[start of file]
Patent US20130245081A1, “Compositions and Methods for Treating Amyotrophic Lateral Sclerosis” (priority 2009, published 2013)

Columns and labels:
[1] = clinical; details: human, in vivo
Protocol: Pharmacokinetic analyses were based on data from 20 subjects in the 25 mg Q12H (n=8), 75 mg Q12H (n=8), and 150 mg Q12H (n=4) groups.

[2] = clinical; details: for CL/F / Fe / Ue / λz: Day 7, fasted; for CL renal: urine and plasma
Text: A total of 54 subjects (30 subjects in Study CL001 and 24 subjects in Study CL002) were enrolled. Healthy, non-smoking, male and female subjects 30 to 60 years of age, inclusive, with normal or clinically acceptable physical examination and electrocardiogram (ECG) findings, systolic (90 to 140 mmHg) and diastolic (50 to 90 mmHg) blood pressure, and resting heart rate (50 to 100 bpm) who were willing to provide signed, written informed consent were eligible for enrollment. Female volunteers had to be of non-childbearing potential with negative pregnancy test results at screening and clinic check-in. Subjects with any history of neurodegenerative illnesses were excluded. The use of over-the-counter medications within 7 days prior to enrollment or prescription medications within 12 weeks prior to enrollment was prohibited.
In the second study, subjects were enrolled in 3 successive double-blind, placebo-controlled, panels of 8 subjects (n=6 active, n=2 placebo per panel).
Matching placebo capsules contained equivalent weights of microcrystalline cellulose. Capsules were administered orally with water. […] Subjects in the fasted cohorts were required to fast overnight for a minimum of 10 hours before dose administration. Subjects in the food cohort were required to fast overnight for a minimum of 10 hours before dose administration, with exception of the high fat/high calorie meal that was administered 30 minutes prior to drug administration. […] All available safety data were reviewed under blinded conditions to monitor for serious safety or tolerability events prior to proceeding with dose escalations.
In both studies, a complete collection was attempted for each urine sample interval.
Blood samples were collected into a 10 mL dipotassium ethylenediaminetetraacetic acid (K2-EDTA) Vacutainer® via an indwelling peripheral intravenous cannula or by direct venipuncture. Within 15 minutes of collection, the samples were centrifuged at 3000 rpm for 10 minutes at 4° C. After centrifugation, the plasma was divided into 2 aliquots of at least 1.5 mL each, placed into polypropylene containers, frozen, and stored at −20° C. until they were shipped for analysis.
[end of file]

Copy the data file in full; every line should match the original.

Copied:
Patent US20130245081A1, “Compositions and Methods for Treating Amyotrophic Lateral Sclerosis” (priority 2009, published 2013)

Columns and labels:
[1] = clinical; details: human, in vivo
Protocol: Pharmacokinetic analyses were based on data from 20 subjects in the 25 mg Q12H (n=8), 75 mg Q12H (n=8), and 150 mg Q12H (n=4) groups.

[2] = clinical; details: for CL/F / Fe / Ue / λz: Day 7, fasted; for CL renal: urine and plasma
Text: A total of 54 subjects (30 subjects in Study CL001 and 24 subjects in Study CL002) were enrolled. Healthy, non-smoking, male and female subjects 30 to 60 years of age, inclusive, with normal or clinically acceptable physical examination and electrocardiogram (ECG) findings, systolic (90 to 140 mmHg) and diastolic (50 to 90 mmHg) blood pressure, and resting heart rate (50 to 100 bpm) who were willing to provide signed, written informed consent were eligible for enrollment. Female volunteers had to be of non-childbearing potential with negative pregnancy test results at screening and clinic check-in. Subjects with any history of neurodegenerative illnesses were excluded. The use of over-the-counter medications within 7 days prior to enrollment or prescription medications within 12 weeks prior to enrollment was prohibited.
In the second study, subjects were enrolled in 3 successive double-blind, placebo-controlled, panels of 8 subjects (n=6 active, n=2 placebo per panel).
Matching placebo capsules contained equivalent weights of microcrystalline cellulose. Capsules were administered orally with water. […] Subjects in the fasted cohorts were required to fast overnight for a minimum of 10 hours before dose administration. Subjects in the food cohort were required to fast overnight for a minimum of 10 hours before dose administration, with exception of the high fat/high calorie meal that was administered 30 minutes prior to drug administration. […] All available safety data were reviewed under blinded conditions to monitor for serious safety or tolerability events prior to proceeding with dose escalations.
In both studies, a complete collection was attempted for each urine sample interval.
Blood samples were collected into a 10 mL dipotassium ethylenediaminetetraacetic acid (K2-EDTA) Vacutainer® via an indwelling peripheral intravenous cannula or by direct venipuncture. Within 15 minutes of collection, the samples were centrifuged at 3000 rpm for 10 minutes at 4° C. After centrifugation, the plasma was divided into 2 aliquots of at least 1.5 mL each, placed into polypropylene containers, frozen, and stored at −20° C. until they were shipped for analysis.